When Rebecca and I started creating hair tutorials, it was often requested that we give directions on teasing hair. Although fairly simple once you get started, this skill can be a little intimidating for first-timers.
But have no fear! Collect your tools, dig in and before you know it, you'll be channeling Brigitte Bardot, Dolly Parton, Amy Winehouse or whoever your big-hair-lovin' heart desires!
We wish you luck --and please feel free to contact us if you have any questions or to make a tutorial request.
Starting just behind your bangs, if you have them, or where you'd like your hair to start going back if you don't, pick up a section of hair about half an inch thick and as wide as you can handle, usually 3-4 inches. Comb it straight and hold it firmly 90 degrees from where it grows, or directed forward, getting a lot of tension in your grip.
With the strand held taut, take your comb [we like a three row comb or a carbon comb, anything that is very sturdy and unmovable] and push down the shorter strands in the interior of your section repeatedly. This doesn't have to be super fast and rough, just forceful.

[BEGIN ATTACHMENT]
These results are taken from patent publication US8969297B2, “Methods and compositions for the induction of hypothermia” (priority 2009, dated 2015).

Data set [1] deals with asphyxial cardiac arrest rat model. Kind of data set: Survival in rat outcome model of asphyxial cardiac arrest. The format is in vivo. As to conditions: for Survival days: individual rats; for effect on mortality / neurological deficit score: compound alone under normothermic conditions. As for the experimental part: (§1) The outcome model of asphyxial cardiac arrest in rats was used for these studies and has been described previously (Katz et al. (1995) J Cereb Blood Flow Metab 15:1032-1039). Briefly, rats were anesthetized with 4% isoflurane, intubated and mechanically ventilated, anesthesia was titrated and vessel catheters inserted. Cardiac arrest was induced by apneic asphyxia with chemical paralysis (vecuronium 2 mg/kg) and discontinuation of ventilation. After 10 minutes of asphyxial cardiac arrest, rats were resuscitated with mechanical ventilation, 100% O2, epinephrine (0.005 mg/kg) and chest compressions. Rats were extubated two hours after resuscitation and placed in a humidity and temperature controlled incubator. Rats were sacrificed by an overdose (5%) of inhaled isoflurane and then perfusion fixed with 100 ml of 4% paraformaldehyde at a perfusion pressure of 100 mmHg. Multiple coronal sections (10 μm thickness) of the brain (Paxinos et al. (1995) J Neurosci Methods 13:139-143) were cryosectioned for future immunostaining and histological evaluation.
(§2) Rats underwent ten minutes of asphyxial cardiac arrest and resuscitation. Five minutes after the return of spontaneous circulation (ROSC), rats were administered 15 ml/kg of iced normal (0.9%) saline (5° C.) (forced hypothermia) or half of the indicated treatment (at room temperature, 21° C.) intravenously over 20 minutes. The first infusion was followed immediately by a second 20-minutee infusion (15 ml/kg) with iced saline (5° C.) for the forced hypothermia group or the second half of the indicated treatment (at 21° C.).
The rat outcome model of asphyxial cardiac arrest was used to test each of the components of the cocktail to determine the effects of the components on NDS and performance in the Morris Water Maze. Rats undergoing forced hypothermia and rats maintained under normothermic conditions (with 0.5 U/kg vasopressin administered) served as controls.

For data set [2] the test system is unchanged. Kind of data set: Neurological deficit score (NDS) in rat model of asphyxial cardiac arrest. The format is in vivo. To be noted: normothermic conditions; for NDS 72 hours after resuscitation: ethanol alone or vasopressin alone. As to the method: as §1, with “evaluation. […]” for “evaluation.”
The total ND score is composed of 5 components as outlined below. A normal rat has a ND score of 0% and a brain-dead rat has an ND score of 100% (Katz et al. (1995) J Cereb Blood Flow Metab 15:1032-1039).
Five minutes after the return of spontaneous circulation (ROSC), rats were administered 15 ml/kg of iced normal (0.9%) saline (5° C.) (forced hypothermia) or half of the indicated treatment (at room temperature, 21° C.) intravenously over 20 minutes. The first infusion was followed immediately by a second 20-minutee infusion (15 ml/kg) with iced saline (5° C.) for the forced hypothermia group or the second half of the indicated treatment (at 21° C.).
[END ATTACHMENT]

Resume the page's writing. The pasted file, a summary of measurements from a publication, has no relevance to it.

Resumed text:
Pick up a similar-sized section behind your first and repeat step 2. It's brilliant if the sections are able to be somewhat blended together.
Once you've worked all the way beyond your crown, this usually takes 4-5 sections, elevate sections on the sides of the rows you've created and backcomb those as well. You want to have plenty of backcombing all throughout the top of the head to create a full, round shape rather than a strange, unnatural 'Snooki' or Bump-It look.
Once you're finished putting in all your teasing or backcombing, your hair should look INSANE. If it scares you and you can't understand how it will ever recover, you are on the right track. Pick up your Mason Pearson [or similar] boar and nylon mixture brush and delicately smooth the surface of all the backcombing into the shape you desire. You're never actually digging into the rattiness, just floating the nylon bristles over the top delicately to create a smooth surface. In the photo, you see that Sarah uses just the tip of the brush for more control over the shape.
After the surface is smoothed, use the tail of your comb or a metal lift [pictured at top, they can be purchased at Sally Beauty Supply for less than $1] to manipulate the shape of your big tease without ruining anything. Lift the middle or adjust a side that's not quite right if need be! This is also a great tool throughout the day to re-fluff if your big tease is sinking.
Admire your handiwork and finish with a medium hold hairspray. We love Spray de Mode by Bumble and bumble for it's brushability, heat protection, and fabulous scent.